The Doctrine of Separation

2 Corinthians 6:17 - "Come out from among them and be separate. And touch not the unclean thing and I will welcome you."

Tuesday night I preached on the doctrine of separation at the South Georgia Bible Conference.  As part of the sermon from 2 Corinthians 6:17, I mentioned 5 questions that believers can ask the Holy Spirit in order to address the issue of separation.  This post is not an attempt to address that doctrine.  I took a whole sermon to do that.  I merely want to list the questions I gave in that sermon with brief commentary.

1.  Does it violate the Bible?

This seems so basic.  But the bottom line is that violation of a clear command of Scripture is never a matter of Christian liberty.  The Holy Spirit does not have to convict you about lying, stealing, promiscuity, immodesty, etc. in order for these actions (and many others) to be sinful things from which a believer ought to separate.  A great deal of things that some Christians seem to think are matters of "conviction" are really matter of old-fashioned "obedience."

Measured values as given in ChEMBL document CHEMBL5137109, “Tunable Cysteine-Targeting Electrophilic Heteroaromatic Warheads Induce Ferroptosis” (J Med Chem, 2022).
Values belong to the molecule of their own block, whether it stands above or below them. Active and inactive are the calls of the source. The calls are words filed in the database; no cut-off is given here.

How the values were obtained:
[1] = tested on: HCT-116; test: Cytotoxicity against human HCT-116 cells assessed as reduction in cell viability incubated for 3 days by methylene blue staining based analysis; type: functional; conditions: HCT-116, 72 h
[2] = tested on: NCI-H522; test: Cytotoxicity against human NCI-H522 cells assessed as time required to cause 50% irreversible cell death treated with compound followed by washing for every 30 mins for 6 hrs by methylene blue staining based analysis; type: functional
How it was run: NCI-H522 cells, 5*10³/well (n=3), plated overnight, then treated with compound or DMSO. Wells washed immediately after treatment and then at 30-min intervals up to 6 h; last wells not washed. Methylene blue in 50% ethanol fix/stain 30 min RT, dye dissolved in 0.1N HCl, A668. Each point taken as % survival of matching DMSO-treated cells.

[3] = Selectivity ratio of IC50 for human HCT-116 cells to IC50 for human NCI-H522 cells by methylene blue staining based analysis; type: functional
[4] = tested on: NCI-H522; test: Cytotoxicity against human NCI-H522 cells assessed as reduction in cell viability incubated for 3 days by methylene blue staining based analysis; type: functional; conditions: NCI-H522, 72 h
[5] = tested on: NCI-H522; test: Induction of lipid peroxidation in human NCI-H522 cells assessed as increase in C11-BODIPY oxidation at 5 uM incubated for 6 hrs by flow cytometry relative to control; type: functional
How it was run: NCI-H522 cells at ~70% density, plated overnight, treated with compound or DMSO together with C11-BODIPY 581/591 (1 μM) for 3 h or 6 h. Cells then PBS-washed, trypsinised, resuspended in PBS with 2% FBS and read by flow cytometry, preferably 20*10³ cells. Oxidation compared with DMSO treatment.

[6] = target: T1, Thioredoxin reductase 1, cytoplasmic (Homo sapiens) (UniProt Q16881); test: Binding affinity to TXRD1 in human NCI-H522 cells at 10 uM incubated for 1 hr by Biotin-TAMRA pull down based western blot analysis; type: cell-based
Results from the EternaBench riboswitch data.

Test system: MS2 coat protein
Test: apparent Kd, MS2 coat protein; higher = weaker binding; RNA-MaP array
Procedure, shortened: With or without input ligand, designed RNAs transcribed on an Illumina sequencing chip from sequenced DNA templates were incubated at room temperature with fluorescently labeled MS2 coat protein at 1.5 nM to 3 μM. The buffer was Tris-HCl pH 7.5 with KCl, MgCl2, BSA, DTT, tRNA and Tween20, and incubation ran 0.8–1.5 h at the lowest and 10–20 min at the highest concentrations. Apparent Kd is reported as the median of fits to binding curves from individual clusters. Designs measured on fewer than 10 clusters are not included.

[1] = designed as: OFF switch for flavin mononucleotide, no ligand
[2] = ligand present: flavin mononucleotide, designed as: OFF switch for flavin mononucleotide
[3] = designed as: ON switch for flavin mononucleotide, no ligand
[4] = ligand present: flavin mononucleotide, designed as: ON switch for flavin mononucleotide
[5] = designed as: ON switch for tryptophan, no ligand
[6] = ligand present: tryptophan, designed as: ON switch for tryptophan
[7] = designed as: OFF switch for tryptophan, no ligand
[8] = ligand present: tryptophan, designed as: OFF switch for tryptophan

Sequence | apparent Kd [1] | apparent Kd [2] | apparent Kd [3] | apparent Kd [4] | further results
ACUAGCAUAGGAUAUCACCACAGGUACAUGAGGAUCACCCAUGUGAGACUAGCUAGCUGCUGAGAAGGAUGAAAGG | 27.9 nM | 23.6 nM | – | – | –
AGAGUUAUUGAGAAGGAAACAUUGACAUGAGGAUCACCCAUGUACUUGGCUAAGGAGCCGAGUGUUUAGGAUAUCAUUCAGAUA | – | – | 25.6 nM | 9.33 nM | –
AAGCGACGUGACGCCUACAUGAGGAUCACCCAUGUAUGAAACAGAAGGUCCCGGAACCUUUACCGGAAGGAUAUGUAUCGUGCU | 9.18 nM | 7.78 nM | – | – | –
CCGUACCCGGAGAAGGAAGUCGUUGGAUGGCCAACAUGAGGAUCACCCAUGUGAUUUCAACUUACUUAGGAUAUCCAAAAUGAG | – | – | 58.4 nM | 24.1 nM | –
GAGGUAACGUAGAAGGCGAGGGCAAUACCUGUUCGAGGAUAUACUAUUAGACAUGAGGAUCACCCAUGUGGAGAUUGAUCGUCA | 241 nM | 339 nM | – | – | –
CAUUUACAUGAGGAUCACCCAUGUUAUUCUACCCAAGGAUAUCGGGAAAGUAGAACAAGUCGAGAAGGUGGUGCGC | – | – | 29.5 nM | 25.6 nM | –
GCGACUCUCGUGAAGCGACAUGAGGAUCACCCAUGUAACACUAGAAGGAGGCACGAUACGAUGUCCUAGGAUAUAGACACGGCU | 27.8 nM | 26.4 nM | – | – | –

For example, going to see a movie that is filled with vulgarities, lewdness, and sexuality is not relegated to a matter of conviction.  The Scripture forbids it.

2.  Does it harm my body?

We could go off the deep end here because most foods can have a harmful effect in excess.  And gluttony indeed is a sin.  But as God gives us some common sense and simple wisdom, we should ask, "Does this practice work primarily for the harm of my body?" (drugs, alcohol, etc.)

1 Corinthians 6:19-20 teaches us that our body is the temple of the Holy Spirit so we are to glorify God with our physical bodies.

3.  Does it offend my brother?

Christian liberty ends where my weaker brother's offense begins.  It should be noted that the offense referenced in the Scripture belongs to a weaker brother, not an overly-legalistic, mature brother.  In other words, I am to be more concerned about the sentiment of a new Christian than a fellow pastor.  Both are important.  One is just more important than the other on this point.

4.  Does it lead to bondage?

Many practices are addictive and controlling in nature.  Paul said he would be "mastered by nothing." 

5.  Does it result in blessing?

In short, can I give God glory for it?  If not, I should separate from it.  I am commanded to do all things to the glory of God.  If I cannot stand in the presence of the Lord and say, "Lord, I bless and honor you for _________" then I should consider that practice as an unworthy one.